Coal's History in Southeastern OhioThis is a featured page

Early History

The center of Ohio's early coal mining, which began in the 1810s and 1820s, was located in the eastern and southern parts of the state. Before coal, people used firewood as fuel, but once coal arrived, it proved to be a more efficient source of power. In the early years, the steamboats traveling the Ohio River and Lake Erie benefited from the use of coal. As railroads came into the picture, as well as people choosing more industrial jobs, the coal market boomed. In 1872, the mines in ohio produced more than 5 million tons of coal. In 1886, that number increased to 10 million tons.

People migrated to the Ohio mines and settled in towns that were usually controlled by the same company that operated the mines. The companys exhibited a lot of control over the workers because the workers were paid in script, which was a paper that was only accepted at stores owned by the company. In the nineteenth century, miners faced unsafe working conditions, low pay and long hours because there very little government regulation. Despite efforts to organize and strike, most attempts were unsuccessful.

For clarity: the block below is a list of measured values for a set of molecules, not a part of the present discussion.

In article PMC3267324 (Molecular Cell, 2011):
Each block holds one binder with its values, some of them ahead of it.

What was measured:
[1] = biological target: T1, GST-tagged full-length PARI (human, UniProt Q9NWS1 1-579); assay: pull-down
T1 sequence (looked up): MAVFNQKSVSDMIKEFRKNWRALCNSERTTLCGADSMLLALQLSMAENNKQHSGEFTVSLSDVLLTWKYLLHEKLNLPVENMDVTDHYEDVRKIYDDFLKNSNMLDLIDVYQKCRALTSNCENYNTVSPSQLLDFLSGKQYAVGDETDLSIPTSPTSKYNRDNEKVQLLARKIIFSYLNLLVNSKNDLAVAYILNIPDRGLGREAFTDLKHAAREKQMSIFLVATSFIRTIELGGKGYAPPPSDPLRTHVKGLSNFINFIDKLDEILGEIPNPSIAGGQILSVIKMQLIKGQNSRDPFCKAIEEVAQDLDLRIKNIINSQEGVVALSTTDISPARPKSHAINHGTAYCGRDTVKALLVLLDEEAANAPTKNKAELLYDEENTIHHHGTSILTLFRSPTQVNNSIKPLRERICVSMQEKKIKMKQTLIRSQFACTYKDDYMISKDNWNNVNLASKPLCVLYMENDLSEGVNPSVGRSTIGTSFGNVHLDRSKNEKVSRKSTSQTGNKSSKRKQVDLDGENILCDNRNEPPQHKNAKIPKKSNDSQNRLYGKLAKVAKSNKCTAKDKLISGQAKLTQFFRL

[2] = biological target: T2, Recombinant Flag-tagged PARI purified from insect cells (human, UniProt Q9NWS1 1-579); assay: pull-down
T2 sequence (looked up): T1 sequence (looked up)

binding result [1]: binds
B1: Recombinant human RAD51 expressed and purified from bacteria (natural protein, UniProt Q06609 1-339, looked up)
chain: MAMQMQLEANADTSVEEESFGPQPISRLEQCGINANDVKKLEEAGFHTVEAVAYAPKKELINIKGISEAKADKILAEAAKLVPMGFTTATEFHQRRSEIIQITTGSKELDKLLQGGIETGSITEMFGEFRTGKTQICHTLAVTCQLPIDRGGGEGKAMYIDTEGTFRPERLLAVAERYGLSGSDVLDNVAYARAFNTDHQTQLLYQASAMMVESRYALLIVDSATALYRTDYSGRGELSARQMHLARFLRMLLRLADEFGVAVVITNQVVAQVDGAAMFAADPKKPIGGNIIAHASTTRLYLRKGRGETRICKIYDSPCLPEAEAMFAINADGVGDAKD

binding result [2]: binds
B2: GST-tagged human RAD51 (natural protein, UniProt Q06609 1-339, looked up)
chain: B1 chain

The value of coal began to decrease during the mid-twentieth century. One reason is because of the high sulfur content. The sulfur content increases the pollution that the coal gives off, as well as decreasing the coal power and heat production. Another contributing factor was the increase of use of oil and natural gas as sources of energy. These things led the the deterioration of many of the coal mining regions in Ohio (Coal Mining).

Cited Sources:

"Coal Mining", Ohio History Central, July 1, 2005,

"Meigs County", Ohio History Central, July 1, 2005,

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